Tea or coffee? Nonwovens for better brews

© Ahlstrom
© Lavazza
© Singtex
© Glatfelter

While millions of people drink coffee or tea each day, very few would link the flavour of their hot drinks with nonwoven fabrics.

Yet both tea bags and coffee filters are primarily made from them, and two key exhibitors at INDEX –are the largest manufacturers of these materials worldwide.

According to Euromonitor International, figures for 2013, at $130 billion, the USA was the biggest coffee market in the world while, perhaps unsurprisingly, China’s $90 billion industry is the biggest for tea.
Brazil, Germany, Japan and France are also huge markets for coffee and Russia, Japan, the US and Germany for tea.

The popularity of single-serve coffee pods shows no signs of slowing in Europe, whilst outside key tea markets, fruit, green and herbal teas are growing in popularity.

Interestingly, Stanford University geographer Martin W. Lewis has noted that the geography of hot drinks has changed significantly over the centuries. Places once so famous for coffee that they gave their names to it – Java, Turkey, the Arabian peninsula – now favour tea, as do most of the tropical countries that grow the world’s coffee, with a few exceptions such as Brazil and Colombia.
The UK exported its love of tea to most of its former colonies, and it’s no coincidence that South Korea and the Philippines – both with close ties to the US – are among the few Asian nations to prefer coffee.

Glatfelter, headquartered in York, Pennsylvania, and Ahlstrom, headquartered in Helsinki, Finland, between them have a dominant share of the market for coffee filters and tea bags based on nonwoven fabrics.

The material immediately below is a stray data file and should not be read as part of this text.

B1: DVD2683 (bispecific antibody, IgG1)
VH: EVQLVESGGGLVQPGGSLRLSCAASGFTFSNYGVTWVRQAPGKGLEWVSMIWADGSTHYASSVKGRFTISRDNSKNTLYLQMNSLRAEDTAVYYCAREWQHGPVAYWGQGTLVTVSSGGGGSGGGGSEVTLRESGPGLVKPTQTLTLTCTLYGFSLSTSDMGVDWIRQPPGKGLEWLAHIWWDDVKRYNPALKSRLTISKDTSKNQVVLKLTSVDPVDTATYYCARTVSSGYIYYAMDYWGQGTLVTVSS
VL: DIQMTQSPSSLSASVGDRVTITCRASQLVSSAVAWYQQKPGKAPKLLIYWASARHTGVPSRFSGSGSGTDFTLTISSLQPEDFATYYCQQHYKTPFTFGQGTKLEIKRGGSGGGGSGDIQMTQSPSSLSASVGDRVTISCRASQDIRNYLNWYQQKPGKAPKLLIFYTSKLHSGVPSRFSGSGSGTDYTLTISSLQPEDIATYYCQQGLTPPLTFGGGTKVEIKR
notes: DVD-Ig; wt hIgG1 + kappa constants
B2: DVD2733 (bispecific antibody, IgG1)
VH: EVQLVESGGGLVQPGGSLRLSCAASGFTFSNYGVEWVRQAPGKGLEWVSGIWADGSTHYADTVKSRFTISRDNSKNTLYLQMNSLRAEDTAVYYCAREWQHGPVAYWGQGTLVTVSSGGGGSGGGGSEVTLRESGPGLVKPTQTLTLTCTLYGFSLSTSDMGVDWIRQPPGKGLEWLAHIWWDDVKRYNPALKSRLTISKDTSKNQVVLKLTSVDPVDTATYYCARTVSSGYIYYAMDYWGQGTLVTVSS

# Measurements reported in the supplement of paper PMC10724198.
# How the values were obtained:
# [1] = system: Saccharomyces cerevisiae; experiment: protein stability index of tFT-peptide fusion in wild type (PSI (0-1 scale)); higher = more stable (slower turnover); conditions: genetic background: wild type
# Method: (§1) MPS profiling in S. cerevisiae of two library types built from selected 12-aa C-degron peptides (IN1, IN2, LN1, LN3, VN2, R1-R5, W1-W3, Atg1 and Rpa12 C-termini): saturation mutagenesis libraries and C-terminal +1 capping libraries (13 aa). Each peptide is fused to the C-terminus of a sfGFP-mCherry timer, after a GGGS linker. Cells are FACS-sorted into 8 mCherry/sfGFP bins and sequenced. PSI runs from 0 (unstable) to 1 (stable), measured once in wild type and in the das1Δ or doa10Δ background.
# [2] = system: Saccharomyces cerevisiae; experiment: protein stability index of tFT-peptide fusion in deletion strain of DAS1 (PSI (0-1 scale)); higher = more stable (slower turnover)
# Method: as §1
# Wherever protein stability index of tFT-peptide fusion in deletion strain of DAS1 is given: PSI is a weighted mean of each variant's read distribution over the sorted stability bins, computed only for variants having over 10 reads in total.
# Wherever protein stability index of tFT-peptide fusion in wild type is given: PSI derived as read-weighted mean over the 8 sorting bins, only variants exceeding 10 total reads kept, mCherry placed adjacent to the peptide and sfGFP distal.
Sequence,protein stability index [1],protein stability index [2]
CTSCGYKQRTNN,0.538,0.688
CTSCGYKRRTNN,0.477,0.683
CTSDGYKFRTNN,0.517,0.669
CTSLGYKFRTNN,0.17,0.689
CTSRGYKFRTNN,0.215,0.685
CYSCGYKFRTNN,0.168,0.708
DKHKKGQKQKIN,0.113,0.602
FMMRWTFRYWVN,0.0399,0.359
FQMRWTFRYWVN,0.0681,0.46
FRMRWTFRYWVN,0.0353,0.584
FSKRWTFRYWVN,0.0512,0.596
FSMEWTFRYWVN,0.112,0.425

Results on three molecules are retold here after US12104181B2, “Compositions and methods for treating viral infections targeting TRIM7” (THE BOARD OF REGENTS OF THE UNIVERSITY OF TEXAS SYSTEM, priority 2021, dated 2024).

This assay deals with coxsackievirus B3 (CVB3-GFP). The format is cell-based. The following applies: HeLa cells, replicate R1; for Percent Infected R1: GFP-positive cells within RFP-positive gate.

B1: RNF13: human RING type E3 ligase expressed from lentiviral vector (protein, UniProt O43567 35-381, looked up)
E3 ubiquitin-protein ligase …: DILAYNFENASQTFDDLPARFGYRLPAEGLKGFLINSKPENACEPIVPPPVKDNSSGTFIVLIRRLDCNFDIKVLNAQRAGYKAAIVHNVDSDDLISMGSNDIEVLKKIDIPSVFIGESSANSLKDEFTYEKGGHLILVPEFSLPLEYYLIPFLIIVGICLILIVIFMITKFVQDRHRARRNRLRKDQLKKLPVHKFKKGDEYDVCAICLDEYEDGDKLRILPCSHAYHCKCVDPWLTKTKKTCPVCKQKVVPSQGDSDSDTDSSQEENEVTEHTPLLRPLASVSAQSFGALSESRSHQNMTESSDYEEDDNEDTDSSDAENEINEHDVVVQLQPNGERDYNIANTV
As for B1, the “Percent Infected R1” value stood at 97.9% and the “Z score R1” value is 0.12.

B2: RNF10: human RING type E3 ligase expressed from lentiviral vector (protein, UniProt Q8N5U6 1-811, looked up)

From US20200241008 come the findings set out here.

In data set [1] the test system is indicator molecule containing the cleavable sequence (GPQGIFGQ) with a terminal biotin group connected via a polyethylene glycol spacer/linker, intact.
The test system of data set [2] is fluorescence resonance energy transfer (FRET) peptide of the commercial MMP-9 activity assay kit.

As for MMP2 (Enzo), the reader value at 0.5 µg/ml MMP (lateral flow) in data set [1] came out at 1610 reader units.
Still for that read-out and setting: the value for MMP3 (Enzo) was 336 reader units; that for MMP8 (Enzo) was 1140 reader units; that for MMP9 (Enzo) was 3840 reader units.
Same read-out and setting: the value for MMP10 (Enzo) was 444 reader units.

Coffee filters

In Europe, ‘coffee pods’– developed in the early 1990s for pressure-brewing machines – are estimated now to account for approximately one in three of all coffees consumed.
Glatfelter has recently made a US$50 million wetlaid technology expansion at its plant in Gernsbach, Germany, in response to increasing demand for these products.

For the production of coffee filters, Glatfelter has a focus on the development of new fibre-based materials to improve brewing performance, support higher-speed processing machines and increase product functionality.

An optimum brewing process is obtained by delivering the full flavour of the coffee bean under pressure and heat and ensuring the best quality is contained and freshness is preserved in the individually-sealed packages
A high strength at the sealing joints and easy cutting is ensured by a filtration layer comprising abaca – “Manila hemp” – and cellulose fibres with wood pulp, while the sealing layer is made of polyethylene or polypropylene mixed with copolymers.